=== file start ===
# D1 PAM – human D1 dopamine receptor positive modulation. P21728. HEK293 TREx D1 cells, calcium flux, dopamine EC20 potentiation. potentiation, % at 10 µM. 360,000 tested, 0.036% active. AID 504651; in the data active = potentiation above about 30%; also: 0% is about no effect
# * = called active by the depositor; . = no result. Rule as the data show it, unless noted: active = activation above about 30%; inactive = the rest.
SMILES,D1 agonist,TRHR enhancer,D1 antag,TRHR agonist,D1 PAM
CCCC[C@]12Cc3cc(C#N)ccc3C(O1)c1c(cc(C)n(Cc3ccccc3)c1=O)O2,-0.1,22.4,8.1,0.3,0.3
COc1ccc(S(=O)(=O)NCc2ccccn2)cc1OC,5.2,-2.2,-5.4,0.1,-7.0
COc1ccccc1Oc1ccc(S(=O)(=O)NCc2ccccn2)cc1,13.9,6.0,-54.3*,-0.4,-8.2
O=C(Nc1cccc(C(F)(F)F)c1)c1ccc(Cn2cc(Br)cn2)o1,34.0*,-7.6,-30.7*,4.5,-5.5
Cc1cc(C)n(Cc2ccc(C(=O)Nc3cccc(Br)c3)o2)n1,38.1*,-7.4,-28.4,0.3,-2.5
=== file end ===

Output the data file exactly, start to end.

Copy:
# D1 PAM – human D1 dopamine receptor positive modulation. P21728. HEK293 TREx D1 cells, calcium flux, dopamine EC20 potentiation. potentiation, % at 10 µM. 360,000 tested, 0.036% active. AID 504651; in the data active = potentiation above about 30%; also: 0% is about no effect
# * = called active by the depositor; . = no result. Rule as the data show it, unless noted: active = activation above about 30%; inactive = the rest.
SMILES,D1 agonist,TRHR enhancer,D1 antag,TRHR agonist,D1 PAM
CCCC[C@]12Cc3cc(C#N)ccc3C(O1)c1c(cc(C)n(Cc3ccccc3)c1=O)O2,-0.1,22.4,8.1,0.3,0.3
COc1ccc(S(=O)(=O)NCc2ccccn2)cc1OC,5.2,-2.2,-5.4,0.1,-7.0
COc1ccccc1Oc1ccc(S(=O)(=O)NCc2ccccn2)cc1,13.9,6.0,-54.3*,-0.4,-8.2
O=C(Nc1cccc(C(F)(F)F)c1)c1ccc(Cn2cc(Br)cn2)o1,34.0*,-7.6,-30.7*,4.5,-5.5
Cc1cc(C)n(Cc2ccc(C(=O)Nc3cccc(Br)c3)o2)n1,38.1*,-7.4,-28.4,0.3,-2.5